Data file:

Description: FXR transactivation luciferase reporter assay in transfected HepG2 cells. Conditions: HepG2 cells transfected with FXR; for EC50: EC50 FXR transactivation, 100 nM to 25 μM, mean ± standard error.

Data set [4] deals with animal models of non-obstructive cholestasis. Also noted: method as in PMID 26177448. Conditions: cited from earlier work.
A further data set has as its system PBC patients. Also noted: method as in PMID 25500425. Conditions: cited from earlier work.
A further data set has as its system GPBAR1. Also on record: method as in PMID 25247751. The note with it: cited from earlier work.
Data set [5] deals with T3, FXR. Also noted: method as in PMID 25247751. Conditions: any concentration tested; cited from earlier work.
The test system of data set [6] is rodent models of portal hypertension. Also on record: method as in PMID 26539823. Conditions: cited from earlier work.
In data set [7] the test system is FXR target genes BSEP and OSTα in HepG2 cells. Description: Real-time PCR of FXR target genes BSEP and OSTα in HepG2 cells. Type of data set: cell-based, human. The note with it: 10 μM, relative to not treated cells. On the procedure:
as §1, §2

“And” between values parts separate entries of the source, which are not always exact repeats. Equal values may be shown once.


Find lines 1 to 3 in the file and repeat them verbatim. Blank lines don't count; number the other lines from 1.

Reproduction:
Description: FXR transactivation luciferase reporter assay in transfected HepG2 cells. Conditions: HepG2 cells transfected with FXR; for EC50: EC50 FXR transactivation, 100 nM to 25 μM, mean ± standard error.

Data set [4] deals with animal models of non-obstructive cholestasis. Also noted: method as in PMID 26177448. Conditions: cited from earlier work.
A further data set has as its system PBC patients. Also noted: method as in PMID 25500425. Conditions: cited from earlier work.